By BEN JOHNSON
Nagging injuries have hampered Johnny Deaton throughout his collegiate career. From a tender shoulder to a sore thumb, ailments have accompanied a substantial portion of Deaton’s years at both Oklahoma State and Northeastern State.
But with NSU set to open the season on Sept. 7 at Pittsburg State, Deaton says he’s feeling youthful and spry all over again.
“I’m pretty healthy right now,” said the 6-foot-3, 210-pound quarterback transfer from Oklahoma State. “Shoulder is fatigued just because we’ve been in preseason, but other than that I don’t have any injuries.”
Deaton — a graduate of Charles Page High School in Sand Springs and a Tahlequah native during his early childhood years — ended up at Northeastern State in large part because of an physical impairment. During his freshman campaign at Oklahoma State, Deaton injured the labrum in his throwing shoulder, sending him further down the depth chart until he transferred the following the summer.
All he’s done at NSU in two full seasons is set 11 school records — all coming during the RiverHawks’ 2011 season that ended in a trip to the Mineral Water Bowl. That year, Deaton shrugged off continuous thumb pain to pass for 2,520 yards and 26 touchdowns.
Now he is ready to embark on a season that he feels 100 percent going into.
“I feel probably the best I’ve felt since probably my freshman year,” Deaton said.
Originally, Deaton was slated to be a junior for the RiverHawks in 2013. However, the NCAA disagreed, and Deaton is now NSU’s senior leader on offense.
“The NCAA said there wasn’t sufficient information from OSU, so (NSU head coach Kenny Evans) told me that I’d be listed as a senior this year,” Deaton said. “He said there’s still a chance that (the NSU coaches) could meet with the NCAA after the season, but (Evans) said, ‘as of now, you are a senior.’
Deaton was a little jarred by the news, but he said he certainly understands that’s life in the NCAA.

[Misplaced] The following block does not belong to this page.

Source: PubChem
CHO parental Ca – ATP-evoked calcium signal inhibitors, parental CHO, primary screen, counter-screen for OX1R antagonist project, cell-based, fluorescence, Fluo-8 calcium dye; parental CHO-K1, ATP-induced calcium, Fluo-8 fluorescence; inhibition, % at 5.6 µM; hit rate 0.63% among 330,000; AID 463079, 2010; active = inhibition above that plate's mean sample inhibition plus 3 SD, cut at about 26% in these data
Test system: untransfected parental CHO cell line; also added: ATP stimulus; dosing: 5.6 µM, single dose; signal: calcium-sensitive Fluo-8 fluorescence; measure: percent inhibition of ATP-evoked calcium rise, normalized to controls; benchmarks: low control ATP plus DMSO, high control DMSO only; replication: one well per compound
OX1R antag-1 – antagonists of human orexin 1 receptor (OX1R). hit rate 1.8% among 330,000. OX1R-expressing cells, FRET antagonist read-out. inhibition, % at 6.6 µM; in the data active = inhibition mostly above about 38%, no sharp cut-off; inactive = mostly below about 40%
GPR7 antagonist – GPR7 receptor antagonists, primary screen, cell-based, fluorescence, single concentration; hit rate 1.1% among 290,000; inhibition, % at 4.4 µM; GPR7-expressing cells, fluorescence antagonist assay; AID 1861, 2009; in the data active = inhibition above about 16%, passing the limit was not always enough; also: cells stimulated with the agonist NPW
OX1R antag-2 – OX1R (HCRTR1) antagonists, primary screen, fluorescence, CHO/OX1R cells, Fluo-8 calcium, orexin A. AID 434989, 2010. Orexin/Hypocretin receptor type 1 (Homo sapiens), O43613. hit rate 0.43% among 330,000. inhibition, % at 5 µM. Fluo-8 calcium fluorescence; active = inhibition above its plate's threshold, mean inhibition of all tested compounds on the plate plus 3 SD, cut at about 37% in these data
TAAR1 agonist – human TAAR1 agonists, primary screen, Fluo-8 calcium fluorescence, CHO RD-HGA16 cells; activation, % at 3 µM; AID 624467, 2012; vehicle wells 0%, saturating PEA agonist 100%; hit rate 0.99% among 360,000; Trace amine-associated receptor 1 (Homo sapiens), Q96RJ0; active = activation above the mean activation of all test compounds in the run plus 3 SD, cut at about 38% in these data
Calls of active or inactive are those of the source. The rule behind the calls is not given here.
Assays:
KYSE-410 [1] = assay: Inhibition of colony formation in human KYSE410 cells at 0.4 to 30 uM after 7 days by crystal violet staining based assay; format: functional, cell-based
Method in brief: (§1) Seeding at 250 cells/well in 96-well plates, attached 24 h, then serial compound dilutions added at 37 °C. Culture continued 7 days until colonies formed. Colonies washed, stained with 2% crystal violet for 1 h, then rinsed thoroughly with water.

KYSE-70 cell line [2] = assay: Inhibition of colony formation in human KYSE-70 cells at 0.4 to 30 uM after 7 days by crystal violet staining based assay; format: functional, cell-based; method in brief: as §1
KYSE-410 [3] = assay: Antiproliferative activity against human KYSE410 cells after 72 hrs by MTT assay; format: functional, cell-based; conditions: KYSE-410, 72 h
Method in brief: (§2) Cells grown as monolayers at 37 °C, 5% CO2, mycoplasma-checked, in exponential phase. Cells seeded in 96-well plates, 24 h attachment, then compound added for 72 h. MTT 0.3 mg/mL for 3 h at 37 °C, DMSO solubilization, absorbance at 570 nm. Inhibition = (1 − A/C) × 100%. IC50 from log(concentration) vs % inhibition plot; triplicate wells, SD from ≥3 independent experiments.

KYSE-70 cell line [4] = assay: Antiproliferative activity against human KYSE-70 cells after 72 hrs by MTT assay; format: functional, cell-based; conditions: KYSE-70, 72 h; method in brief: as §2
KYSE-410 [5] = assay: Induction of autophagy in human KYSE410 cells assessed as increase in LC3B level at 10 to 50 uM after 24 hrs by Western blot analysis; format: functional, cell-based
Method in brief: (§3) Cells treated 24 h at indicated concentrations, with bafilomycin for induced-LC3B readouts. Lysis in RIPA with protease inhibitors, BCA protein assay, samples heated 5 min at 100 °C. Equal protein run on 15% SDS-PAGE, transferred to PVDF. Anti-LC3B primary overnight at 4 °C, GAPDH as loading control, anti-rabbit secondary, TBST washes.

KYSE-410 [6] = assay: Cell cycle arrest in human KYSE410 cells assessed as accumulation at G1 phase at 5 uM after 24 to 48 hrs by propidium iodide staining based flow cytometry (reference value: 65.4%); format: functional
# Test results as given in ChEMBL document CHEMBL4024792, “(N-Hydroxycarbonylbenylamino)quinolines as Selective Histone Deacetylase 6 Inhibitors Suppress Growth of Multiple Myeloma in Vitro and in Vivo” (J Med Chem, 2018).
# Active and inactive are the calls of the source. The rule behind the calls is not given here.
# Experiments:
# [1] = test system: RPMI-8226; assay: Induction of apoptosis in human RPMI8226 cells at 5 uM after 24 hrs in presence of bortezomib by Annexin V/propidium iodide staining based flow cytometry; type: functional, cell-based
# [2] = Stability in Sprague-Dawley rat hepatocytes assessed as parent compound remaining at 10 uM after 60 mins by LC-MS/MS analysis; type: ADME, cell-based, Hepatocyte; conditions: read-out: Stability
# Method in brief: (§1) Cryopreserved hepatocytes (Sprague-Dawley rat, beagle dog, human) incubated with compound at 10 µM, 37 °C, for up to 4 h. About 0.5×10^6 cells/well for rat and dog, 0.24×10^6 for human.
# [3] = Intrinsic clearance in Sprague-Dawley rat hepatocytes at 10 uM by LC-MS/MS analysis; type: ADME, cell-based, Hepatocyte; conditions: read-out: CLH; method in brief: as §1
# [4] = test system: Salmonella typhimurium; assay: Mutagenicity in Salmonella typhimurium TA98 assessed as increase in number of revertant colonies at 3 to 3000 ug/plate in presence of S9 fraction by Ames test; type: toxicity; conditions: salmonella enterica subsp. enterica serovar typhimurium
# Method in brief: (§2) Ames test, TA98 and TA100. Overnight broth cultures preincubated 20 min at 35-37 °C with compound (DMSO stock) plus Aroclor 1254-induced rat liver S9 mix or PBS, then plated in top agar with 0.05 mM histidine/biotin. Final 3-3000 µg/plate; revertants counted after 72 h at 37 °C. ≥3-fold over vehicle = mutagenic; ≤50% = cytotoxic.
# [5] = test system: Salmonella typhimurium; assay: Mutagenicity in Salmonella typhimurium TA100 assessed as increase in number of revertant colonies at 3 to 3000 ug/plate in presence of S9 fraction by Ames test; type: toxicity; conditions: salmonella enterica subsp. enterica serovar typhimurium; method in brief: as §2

“It wasn’t necessarily a blind-side, because I understand how the NCAA has to look at stuff,” Deaton said. “It’s strict nowadays with all the stuff that’s happened with previous cases. I just took it with a grain of salt, and I have to take on a big role with me being a senior.”
In 2012, Deaton’s numbers declined as the RiverHawks entered into the Mid-America Intercollegiate Athletics Association. He completed 47.8 percent (152 of 318) of his passes for 1,861 yards and 10 touchdowns. He also tossed 12 interceptions and ranked 14th in the MIAA in pass efficiency with a 99.8 rating — 55.5 points behind Missouri Western’s Travis Partridge, the league leader.
Nevertheless, Evans is still 100 percent committed to Deaton as NSU’s starting quarterback.
“He had a great spring, and he’s came back in better shape than he’s been in,” said Evans, going into his sixth year as the RiverHawks’ head coach. “He has some young receivers that are catching the ball right now, and it’s some of the intangible things that he’s doing a really good job at, like talking to the team and getting the plays in and out and getting us into the right situation.”
Working in Deaton’s favor is another year with offensive coordinator Paul Lane. It’s the first time in Deaton’s collegiate career that he’s had the same offensive coordinator for a second straight season.
“Our new offensive coordinator is going into his second year, and things are looking much better than they were in the past,” Deaton said. “...I think we have a great outlook for the upcoming season.”
Deaton is healthy, so NSU is already off to a solid start.